Ellen Carnes 0000-00-00 00:00:00
In February, the Texas Young Lawyers Association (TYLA) unveiled The Unconscious Truth: Physical and Legal Effects of Underage Binge Drinking. The new initiative is designed to educate adults and teenagers about the consequences — both physical and legal — of underage binge drinking. “We wanted to make young adults and their parents aware of the liabilities,” said TYLA Community Education Committee Chair Brooke Ulrickson Allen. “Not only the legal liabilities involved with underage binge drinking, but also the more tragic physical consequences, like death or permanent brain damage, that can result from alcohol poisoning.” TYLA President Natalie Cobb Koehler first became interested in the issue of underage binge drinking last year, when she read about the 2008 death of Shelby Allen. Allen was a vivacious and articulate 17-year old — an athlete and an honor student whose personal motto was “Dig life.” On the first night of winter break, Allen attended a party at a friend’s house where she drank 15 shots of vodka. When she became ill and passed out, her friends let her “sleep it off.” In the morning, Allen was pronounced dead. The cause was acute alcohol poisoning. Binge drinking is generally defined as consuming five or more drinks for males and four drinks or more for females during a two-hour time window. A standard measurement for a drink is 14 grams of pure alcohol — a 12-ounce beer contains one standard drink; a bottle of wine contains five. According to a January 2012 report by the Centers for Disease Control, more than 38 million American adults binge drink regularly. Binge drinking is a leading preventable cause of death in the United States and is responsible for more than half of the 79,000 excessive drinking-related deaths each year. Teenagers are following the example set by adults. According to the Substance Abuse and Mental Health Services Administration, in 2008, 2.3 million people between the ages of 12 and 20 engaged in binge drinking five or more times per month. The National Institute on Alcohol Abuse and Alcoholism has called out colleges and universities for cultivating a “culture of drinking.” Alcohol poisoning occurs when a person’s blood alcohol concentration becomes dangerously elevated, which can slow — or stop — involuntary actions such as breathing, heart beat, and gag reflex. “Death by alcohol poisoning is very preventable,” said Steven L. Smith, M.D., F.A.C.P., of the Medical Clinic of North Texas. “If a friend calls 911 in time, the person can be intubated and given intravenous fluids. As long as the hospital can keep them breathing through the night, they’re usually fine. That’s why it’s so important to know the signs of alcohol poisoning.” After learning about the devastating impact of alcohol poisoning on the Allens’ lives, Koehler decided that TYLA could help educate communities about the consequences of binge drinking. She reached out to Allen’s parents, Steve and Debbie Allen, who run Shelby’s Rules, an alcohol poisoning education foundation. The Allens worked with Koehler, Ulrickson, and the rest of the TYLA Community Education Committee to create The Unconscious Truth. “They have been a huge help with this endeavor and we are very thankful for their guidance,” Koehler said. The project consists of a 15- minute video loosely based on the circumstances of Allen’s death and a discussion portion, where TYLA members can engage teenagers in a debate about the laws and consequences related to underage binge drinking. Also included in the program is information about Texas Sen ate Bill 1331, the “911 lifeline” law that grants immunity from prosecution to 911 callers who suspect someone is suffering from alcohol poisoning. The bill was sponsored by Sen. Kirk Watson, a former TYLA president. The video follows “Hannah,” a high school student who is throwing a party. With her parents’ permission, beer is being served. “We just don’t want you drinking and then getting into a car and hurting yourself and/or someone else,” Hannah’s father says. “We’d rather have you be here, in a controlled environment where nobody can get hurt.” After Hannah’s parents go to bed, Hannah breaks into their liquor cabinet. Eventually, Hannah’s friend “Shelby” has too much to drink, falls unconscious, and is found dead in the morning. The video ends with the possibility of criminal charges for Hannah and her parents. The Unconscious Truth not only takes pains to point out the signs of alcohol poisoning — stupor, vomiting, seizure, slow or irregular breathing, pale skin, low body temperature, and unconsciousness — but to raise questions about responsibility. After the video, students are asked questions like, “If you were a criminal prosecutor, what criminal offenses, if any, would you charge Hannah and her parents with?” TYLA has partnered with the VITALS program at Texas Christian University, a campaign to promote alcohol poisoning awareness. Together, they hope to take The Unconscious Truth to college campuses nationwide, with specific guided discussions relating to each state’s statutes. TYLA will also be presenting The Unconscious Truth at the Texas Law-Related Education conference in February. “We walked a fine line with this project,” Ulrickson Allen said. “We obviously don’t want to condone or endorse underage drinking, but at the same time, we know this happens and we want people to be aware of the potential dangers. Our hope is that this project could save the life of someone like Shelby Allen.” The Unconscious Truth will be available online at tyla.org and on DVD. If you would like a copy for your school, contact the TYLA office at (800) 204-2222, ext. 1529. ELLEN CARNES is assistant editor of the Texas Bar Journal. INFORMATION ON ALCOHOL ABUSE KNOW THE SIGNS OF ALCOHOL POISONING Alcohol poisoning occurs when someone has consumed more alcohol than his or her body can safely metabolize. The VITALS program encourages students to use the acronym “VITALS” to remember the primary signs of alcohol poisoning: • Vomiting • Incoherence • Temperature • Absence of color • Lack of response • Seizure Call 911 right away if you suspect alcohol poisoning. TEXAS LAWYERS’ ASSISTANCE PROGRAM The Texas Lawyers’ Assistance Program (TLAP) provides confidential help for lawyers, law students, and judges who have problems with substance abuse and/or mental health issues. TLAP’s experienced and professional staff is available by phone and email to answer your questions about substance abuse, mental health, and wellness issues. You may place a confidential phone call to TLAP at any time of day or night at (800) 343-8527. THE TRUTH ABOUT TEENAGE DRINKING • According to a 2008 survey, 92 percent of 12th graders, 81 percent of 10th graders, and 64 percent of 8th graders reported that alcohol would be “fairly easy” or “very easy” to obtain. • 65 percent of 10- to 18-year-olds who have consumed alcohol report that family and friends are the leading source from which they get alcohol. • According to a 2005 survey, 84 percent of college students had drunk alcohol in their lifetime. • 66 percent of college students had drunk alcohol in the past month. • Almost 30 percent of college students reported binge drinking. • 58 percent of college students ages 18 to 20 reported drinking an alcoholic beverage in the past month. • 74 percent of youth report that their parents are the primary factor in their decision to drink or not drink. Statistics from the Texas Alcoholic Beverage Commission, www.tabc.state.tx.us.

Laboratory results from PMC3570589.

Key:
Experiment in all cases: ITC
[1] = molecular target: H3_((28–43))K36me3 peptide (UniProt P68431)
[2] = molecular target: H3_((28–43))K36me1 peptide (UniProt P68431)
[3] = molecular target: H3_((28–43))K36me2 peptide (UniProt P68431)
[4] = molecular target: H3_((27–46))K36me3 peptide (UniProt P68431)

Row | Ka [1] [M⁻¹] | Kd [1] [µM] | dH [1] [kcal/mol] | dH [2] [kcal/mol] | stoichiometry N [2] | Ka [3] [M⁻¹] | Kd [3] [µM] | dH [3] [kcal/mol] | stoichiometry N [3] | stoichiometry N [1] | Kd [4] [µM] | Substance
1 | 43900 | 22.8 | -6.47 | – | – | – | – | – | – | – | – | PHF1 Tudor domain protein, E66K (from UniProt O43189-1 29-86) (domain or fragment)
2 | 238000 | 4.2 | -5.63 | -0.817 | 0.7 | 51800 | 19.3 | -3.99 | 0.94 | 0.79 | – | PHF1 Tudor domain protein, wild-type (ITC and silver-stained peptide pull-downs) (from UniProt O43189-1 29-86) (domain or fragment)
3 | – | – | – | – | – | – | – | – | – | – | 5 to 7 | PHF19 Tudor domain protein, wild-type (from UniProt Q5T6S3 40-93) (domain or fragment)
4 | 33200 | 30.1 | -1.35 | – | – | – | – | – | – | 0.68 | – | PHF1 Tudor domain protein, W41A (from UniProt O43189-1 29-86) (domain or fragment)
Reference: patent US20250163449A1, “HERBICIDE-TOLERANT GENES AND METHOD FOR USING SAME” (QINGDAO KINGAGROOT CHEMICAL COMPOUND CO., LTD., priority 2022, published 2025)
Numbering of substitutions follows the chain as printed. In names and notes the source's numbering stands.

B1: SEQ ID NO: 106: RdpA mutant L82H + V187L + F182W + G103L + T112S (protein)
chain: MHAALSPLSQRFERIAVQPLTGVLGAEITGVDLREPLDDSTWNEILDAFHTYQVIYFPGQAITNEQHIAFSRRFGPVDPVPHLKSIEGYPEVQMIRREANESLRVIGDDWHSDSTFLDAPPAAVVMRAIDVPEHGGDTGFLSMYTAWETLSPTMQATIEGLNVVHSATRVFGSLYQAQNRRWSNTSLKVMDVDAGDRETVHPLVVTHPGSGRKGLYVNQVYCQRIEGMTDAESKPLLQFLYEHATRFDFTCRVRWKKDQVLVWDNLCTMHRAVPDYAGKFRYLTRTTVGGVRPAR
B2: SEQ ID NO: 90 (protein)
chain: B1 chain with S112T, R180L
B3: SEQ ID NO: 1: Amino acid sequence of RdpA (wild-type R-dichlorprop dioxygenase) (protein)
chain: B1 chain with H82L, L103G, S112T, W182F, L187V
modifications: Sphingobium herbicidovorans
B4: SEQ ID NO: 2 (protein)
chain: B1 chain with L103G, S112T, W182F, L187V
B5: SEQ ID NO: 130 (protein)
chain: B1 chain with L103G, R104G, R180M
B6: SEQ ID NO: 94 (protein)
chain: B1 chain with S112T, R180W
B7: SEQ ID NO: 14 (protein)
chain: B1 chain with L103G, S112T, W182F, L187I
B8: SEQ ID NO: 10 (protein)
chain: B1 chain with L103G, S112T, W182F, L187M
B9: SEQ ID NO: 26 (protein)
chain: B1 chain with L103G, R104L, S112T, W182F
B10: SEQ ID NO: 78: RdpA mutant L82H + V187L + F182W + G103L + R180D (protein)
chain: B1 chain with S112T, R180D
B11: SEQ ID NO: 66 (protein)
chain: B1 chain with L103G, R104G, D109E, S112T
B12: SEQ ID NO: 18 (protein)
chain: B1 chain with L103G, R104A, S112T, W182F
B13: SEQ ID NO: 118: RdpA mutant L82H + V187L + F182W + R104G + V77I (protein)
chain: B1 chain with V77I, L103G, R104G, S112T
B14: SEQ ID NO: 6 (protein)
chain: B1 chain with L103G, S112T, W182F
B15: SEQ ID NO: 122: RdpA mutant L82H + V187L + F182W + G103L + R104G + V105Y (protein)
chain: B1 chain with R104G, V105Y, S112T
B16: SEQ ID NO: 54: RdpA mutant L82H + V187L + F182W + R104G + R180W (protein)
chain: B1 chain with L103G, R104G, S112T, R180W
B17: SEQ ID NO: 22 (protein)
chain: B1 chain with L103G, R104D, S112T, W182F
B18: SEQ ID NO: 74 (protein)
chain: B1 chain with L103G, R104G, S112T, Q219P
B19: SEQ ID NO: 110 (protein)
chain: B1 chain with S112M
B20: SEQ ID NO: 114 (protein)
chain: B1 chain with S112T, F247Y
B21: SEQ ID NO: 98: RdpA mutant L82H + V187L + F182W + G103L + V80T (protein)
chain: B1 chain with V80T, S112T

Published by State Bar of Texas. View All Articles.